Carnegiea gigantea, Giant Saguaro

Southwest Desert Flora

Home to the plants of the Sonoran, Chihuahuan and Mojave Deserts

Cirsium ochrocentrum, Yellowspine Thistle

Quincula lobata, Purple Ground Cherry

Purple Ground Cherry has showy purple, violet or pinkish-white flowers, with a white eye in the center. Quincula Purple Ground Cherry blooms from March to October. It is found on plains, mesas and roadsides. In California it is found in granitic soils and around dry lake margins. Quincula lobata Purple Ground Cherry is a perennial native species that grows in elevations from 1,000 to 5,000 in Arizona. Quincula lobataPurple Ground Cherry has showy purple, violet or pinkish-white flowers, with a white eye in the center. Quincula lobata

Scientific Name: Quincula lobata
Common Name: Purple Ground Cherry
Also Called: Chinese Lantern, Chinese-lantern, Purple Groundcherry, Purpleflower Groundcherry
Family: Solanaceae, Nightshade or Potato Family
Synonyms: (Chamaesaracha physaloides, Physalis lobata, Physalis lobata var. albiflora, Quincula lepidota)
Status: Native
Duration: Perennial
Size: Up to 20 inches more or less.
Growth Form: Forb/herb; plants decumbent to spreading; few branches; herbage glabrous to minutely papillate.
Leaves: Green; oblong to ovate to lanceolate; margins entire to lobed
Flower Color: Purple or violet with a white eye; inflorescence, short pedicels; corolla rotate; anthers yellow
Flowering Season: March to October.
Elevation: 1,000 to 5,000 feet; 1,500 to 2,500 feet in California.
Habitat Preferences: Plains, mesas and roadsides; California, granitic soils, dry lake margins.
Recorded Range: Quincula lobata is found in the southern United States. It is also native to the northern parts of Mexico. In Arizona it is found in the central, southern and northeast parts of the state in Apache, Greenlee Maricopa, Navajo, Pima and Pinal counties.

North America & US County Distribution Map for Quincula lobata.

U.S. Weed Information: No information available.
Invasive/Noxious Weed Information: No information available.

Wetland Indicator: In North America Quincula lobata has the following wetland designations: Arid West, FACU; Atlantic and Gulf Coastal Plain, UPL; Great Plains, UPL; Midwest, UPL; Western Mountains, Valleys, and Coast, FACU.
FACU = Facultative Upland, usually occur in non-wetlands, but may occur in wetlands
UPL = Obligate Upland, almost never occur in wetlands

Threatened/Endangered Information: No information available.

Genus Information: In North America there is 1 species and 1 accepted taxa overall for Quincula. World wide, The Plant List includes 1 accepted species name for the genus.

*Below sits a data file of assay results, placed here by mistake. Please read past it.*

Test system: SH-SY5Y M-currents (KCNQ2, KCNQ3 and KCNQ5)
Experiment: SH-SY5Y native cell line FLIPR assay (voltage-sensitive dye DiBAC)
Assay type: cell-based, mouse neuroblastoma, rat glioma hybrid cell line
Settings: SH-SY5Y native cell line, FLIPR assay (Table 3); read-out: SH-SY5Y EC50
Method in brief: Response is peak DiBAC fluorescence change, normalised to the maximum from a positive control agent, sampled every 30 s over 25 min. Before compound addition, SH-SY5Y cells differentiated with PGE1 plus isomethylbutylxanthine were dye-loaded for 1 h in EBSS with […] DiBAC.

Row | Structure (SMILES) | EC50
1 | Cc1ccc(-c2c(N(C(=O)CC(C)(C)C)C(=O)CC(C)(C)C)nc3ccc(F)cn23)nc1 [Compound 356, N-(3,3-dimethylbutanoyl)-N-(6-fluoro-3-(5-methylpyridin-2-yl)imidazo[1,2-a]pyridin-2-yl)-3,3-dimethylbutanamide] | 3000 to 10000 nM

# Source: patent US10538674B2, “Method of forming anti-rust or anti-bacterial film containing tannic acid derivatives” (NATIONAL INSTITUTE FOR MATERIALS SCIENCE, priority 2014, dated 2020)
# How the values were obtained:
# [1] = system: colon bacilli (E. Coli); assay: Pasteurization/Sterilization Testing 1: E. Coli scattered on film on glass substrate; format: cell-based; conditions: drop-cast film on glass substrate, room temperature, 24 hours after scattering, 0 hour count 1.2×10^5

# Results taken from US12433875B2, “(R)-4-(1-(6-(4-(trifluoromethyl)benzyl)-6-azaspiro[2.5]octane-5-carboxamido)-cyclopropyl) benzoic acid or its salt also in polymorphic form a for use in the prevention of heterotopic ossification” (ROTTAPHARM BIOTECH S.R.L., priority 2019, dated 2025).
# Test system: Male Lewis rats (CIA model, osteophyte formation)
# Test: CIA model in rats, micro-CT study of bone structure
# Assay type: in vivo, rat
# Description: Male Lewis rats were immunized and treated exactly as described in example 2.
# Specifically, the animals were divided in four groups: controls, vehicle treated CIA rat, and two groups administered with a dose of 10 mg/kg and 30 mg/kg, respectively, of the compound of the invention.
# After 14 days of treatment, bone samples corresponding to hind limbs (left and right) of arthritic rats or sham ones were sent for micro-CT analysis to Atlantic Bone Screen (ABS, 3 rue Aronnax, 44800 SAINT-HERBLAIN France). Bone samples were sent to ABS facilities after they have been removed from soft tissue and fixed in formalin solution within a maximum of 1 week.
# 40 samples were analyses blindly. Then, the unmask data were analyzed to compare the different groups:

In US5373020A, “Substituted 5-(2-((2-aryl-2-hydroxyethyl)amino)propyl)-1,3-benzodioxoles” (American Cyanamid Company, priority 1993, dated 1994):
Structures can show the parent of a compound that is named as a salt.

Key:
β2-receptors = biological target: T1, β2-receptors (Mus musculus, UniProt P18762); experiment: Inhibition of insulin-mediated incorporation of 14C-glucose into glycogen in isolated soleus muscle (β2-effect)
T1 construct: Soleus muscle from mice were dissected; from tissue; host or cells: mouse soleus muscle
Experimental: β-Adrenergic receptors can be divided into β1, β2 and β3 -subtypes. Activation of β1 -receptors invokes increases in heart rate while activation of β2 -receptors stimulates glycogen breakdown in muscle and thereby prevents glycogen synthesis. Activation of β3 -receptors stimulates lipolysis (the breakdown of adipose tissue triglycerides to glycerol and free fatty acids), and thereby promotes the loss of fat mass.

In the Southwestern United States there is 1 species of Quincula. All data is approximate and subject to taxonomic changes.

Comments: Quincula lobata was previously classified as Physalis lobata.

The type species for Quincula lobata (Chamaesaracha physaloides) is from the Patagonia Mountains, Arizona (Buck-minister in 1881).

Quincula lobata has been used for food by southwestern indigenous peoples.
Kiowa Drug, Misc. Disease Remedy, Decoction of roots taken or poultice of pounded roots applied for grippe.
Kiowa Food, Preserves, Berries gathered to make jelly.
Kiowa Other, Toys & Games, Bladdery envelope blown up by children and busted on the forehead.
See ethno-botanical uses at Native American Ethnobotany, University of Michigan, Dearborn.

Date Profile Completed: 09/10/2016
References:
U.S. Dept. of Agriculture, Natural Resources Conservation Service on-line database and USGS ITIS search - (accessed 09/10/2016)
http://plants.usda.gov/java/ClassificationServlet?source=profile&symbol=QUINC&display=31
Arizona Flora, Kearney, Thomas H., Peebles, Robert H., 1960, University of California Press, Berkley and Los Angeles, California, Physalis lobata.
The Plant List (2013). Version 1.1. Published on the Internet; http://www.theplantlist.org/ (accessed 09/10/2016).
http://www.theplantlist.org/1.1/browse/A/Solanaceae/Quincula/
Native Plant Information Network, NPIN (2013). Published on the Internet http://www.wildflower.org/plants/ [accessed: 09/10/2016]. Lady Bird Johnson Wildflower Center at The University of Texas, Austin, TX.

1993, The Jepson Manual, Citation: http://ucjeps.berkeley.edu/interchange/I_treat_indexes.html (accessed 09/10/2016)
http://ucjeps.berkeley.edu/cgi-bin/get_JM_treatment.pl?7625,7666,7673
SEINet for synonyms, scientific names, recorded geographic locations and general information
http://swbiodiversity.org/seinet/(accessed 09/10/2016).